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In situ study of the synthesis of TiS2 films by alternating deposition of organic & inorganic molecules


Lamellar Metal Dichalcogenides* have emerged as a class of exceptional materials which exhibits remarkable electronic and chemical properties on the scale of a few monolayers.
Scientists from Grenoble and Lyon report the two-step synthesis of lamellar titanium disulfide (TiS2) thin film on thermal silicon oxide wafer.
A set of analysis techniques implemented on the SIRIUS beamline of SOLEIL, associated with ellipsometry, allowed to observe and control in situ the whole synthesis process.

Titanium disulfide (TiS2) is the lightest and less expensive member of the Transition Metal Dichalcogenides (TMDs) family. Its electrical properties lead to many potential applications such as positive electrodes in Li-ion batteries or supercapacitors, among other fields of applications (optics, thermoelectrics, photovoltaics, …).

Figure 1: Diagram of the atomic organization of the lamellar compound TiS2. The titanium atoms are surrounded by 6 sulfur atoms. The TiS2 layers or sheets are separated by a distance of 0.57 nm (©Phys. Rev. B 99, 165122).

However, the lack of scalable fabrication methods of continuous, crystalline and textured (characteristic relative to the lateral dimension and the orientation of the layers in the film) ultra-thin films, on possibly non-crystalline substrates with a large surface, is a sizeable bottleneck for their full deployment.

Scientists from LMGP, CEA-Leti, CEA-IRIG (Grenoble Alpes University), CP2M, IRCELyon, IPVF and the SIRIUS beamline succeeded to synthesize continuous and textured graphite-containing TiS2 ultra-thin films on silica-terminated wafer by using an innovative two-step approach. Furthermore, the implementation of in situ observation and analysis techniques on the SIRIUS beamline allowed them to study the growth and annealing mechanisms, and to accelerate the development of the manufacturing process.

The two-step process was developed in a custom-built portable reactor which mounts onto the 6-axis tower of the NewportTM diffractometer installed at the beamline SIRIUS (Figure 2).

The set-up allows to use a complementary suite of in situ analysis techniques, i.e. x-ray reflectivity, x-ray fluorescence and absorption spectroscopies, as well as in-plane x-ray scattering.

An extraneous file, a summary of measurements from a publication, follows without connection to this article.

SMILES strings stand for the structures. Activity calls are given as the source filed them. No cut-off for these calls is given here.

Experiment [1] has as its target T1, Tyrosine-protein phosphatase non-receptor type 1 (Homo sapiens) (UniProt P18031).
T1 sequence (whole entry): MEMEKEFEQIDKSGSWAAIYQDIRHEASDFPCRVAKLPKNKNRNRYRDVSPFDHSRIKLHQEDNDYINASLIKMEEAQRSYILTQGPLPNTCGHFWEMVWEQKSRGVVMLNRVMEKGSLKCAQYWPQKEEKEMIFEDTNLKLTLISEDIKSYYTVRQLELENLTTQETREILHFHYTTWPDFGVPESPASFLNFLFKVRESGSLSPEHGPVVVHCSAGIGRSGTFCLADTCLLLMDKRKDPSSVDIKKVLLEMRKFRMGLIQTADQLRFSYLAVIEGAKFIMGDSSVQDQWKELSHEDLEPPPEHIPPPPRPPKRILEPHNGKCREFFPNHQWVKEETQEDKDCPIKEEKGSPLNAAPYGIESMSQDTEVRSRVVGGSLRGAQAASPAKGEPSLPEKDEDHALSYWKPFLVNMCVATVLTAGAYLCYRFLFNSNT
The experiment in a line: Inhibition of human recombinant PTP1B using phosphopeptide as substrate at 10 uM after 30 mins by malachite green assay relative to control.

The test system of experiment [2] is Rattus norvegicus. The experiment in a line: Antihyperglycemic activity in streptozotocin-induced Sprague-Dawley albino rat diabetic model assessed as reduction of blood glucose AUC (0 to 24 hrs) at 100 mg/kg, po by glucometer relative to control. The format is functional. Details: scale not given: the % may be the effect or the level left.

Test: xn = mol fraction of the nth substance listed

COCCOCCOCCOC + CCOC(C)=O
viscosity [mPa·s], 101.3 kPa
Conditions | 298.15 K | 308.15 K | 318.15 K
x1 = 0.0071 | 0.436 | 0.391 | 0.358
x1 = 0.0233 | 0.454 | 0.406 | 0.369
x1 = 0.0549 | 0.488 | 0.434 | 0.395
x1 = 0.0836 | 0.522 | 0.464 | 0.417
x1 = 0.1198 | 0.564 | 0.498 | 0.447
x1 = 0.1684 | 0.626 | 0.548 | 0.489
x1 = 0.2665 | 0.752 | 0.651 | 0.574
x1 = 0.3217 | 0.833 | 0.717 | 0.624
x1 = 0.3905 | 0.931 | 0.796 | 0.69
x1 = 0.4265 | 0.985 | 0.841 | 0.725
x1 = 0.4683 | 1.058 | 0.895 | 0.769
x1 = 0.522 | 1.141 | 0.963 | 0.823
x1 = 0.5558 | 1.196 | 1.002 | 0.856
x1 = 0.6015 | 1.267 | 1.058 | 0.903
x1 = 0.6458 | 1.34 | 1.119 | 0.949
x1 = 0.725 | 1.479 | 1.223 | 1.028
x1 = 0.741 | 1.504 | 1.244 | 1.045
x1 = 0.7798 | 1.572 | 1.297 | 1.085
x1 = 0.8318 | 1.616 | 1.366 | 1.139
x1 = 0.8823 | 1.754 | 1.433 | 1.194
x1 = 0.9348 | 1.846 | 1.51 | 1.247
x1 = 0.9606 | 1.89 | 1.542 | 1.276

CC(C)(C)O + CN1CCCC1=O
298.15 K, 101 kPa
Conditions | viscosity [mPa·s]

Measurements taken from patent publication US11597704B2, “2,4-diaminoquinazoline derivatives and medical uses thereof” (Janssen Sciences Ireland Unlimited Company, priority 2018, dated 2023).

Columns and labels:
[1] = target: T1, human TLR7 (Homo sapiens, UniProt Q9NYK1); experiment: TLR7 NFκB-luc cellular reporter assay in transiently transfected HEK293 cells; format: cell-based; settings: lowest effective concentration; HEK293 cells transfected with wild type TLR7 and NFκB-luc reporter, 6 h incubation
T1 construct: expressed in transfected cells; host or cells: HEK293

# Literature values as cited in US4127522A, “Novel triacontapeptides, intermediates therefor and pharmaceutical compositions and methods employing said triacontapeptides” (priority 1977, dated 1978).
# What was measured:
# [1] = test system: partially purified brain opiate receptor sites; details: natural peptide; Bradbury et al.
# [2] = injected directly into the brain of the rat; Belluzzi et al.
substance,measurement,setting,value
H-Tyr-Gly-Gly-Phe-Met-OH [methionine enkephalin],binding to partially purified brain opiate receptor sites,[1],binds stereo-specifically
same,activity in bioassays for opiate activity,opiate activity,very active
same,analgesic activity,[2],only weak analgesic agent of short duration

Figure 2: chemical vapor deposition ALD/MLD (see text) reactor built for surface-sensitive in situ synchrotron studies, installed on the tower of the diffractometer of beamline SIRIUS.

By the end of the first step, an amorphous film (Ti thiolate type) is obtained at 50°C by reaction between an inorganic metal precursor (tetrakis(dimethylamido)titanium) and an organic molecule containing sulfur (1, 2-ethanedithiol, a less toxic source of sulfur than H2S gas) alternately deposited on a 100 nm thick SiO2/Si planar substrate (ALD/MLD process for "atomic layer deposition /molecular layer deposition").

The unique features of the SIRIUS beamline allow the simultaneous recording of the X-ray fluorescence emission intensities of titanium and sulfur, allowing their respective contents to be monitored during the manufacturing process (figure 3). Similarly, the X-ray absorption spectra of Ti and S could be recorded from the early stages of film deposition, thus providing information on the evolution of the local atomic environment of the two atoms.

Figure 3:
Ti x-ray fluorescence emission intensity
(b) Ti x-ray absorption spectra

Upon thermal annealing the thin film transforms into TiS2 layers parallel to the SiO2 substrate surface (texture). The quality of the films was assessed by a combination of analytical techniques including X-ray absorption spectroscopy (Figure 3 (b)), Raman spectroscopy (Figure 4 (a)), transmission electron microscopy (Figure 4 (b)) and photoemission spectroscopy performed post-fabrication at CEA-Leti.

Figure 4:
(a) Raman scattering spectra
(b) cross-sectional transmission electron microscopy image of 40-cycle ALD/MLD annealed thin films

The latter showed the presence of TiS2, together with adventitious carbon. The film texture was confirmed at a macroscopic scale by X-ray absorption linear dichroism.

Moreover, resistivity measurements and spectroscopic ellipsometry suggest that the TiS2 thin films grown on SiO/Si substrates behave as heavily-doped semiconductors.



In the quest for large-scale deposition methods for the fabrication of textured lamellar metal chalcogenides on amorphous substrate, the scientists have adopted a synthesis strategy based on the alternating deposition of a metal precursor molecule with an organic precursor molecule followed by a specific annealing and applied it to the preparation of titanium disulfide (TiS2). The fine control of the whole synthesis process could be achieved by in situ synchrotron studies during the 2-step process, thorough ex situ structural and chemical characterizations, and chemical experimental modeling on high surface area silica beads.


This work was achieved in the frame of the ANR project ANR-18-CE09-0031.


*Transition-metal dichalcogenide (TMD or TMDCmonolayers are materials that exist in the form of layers consisting of only 3 planes of atoms, separated by a van der Waals gap which limits the interaction between the layers; we refer to 2D materials. Their physical properties are very anisotropic. They are of the type MX₂: M is a transition metal atom, X a chalcogen atom, the plane of atoms M is sandwiched between the two planes of atoms X.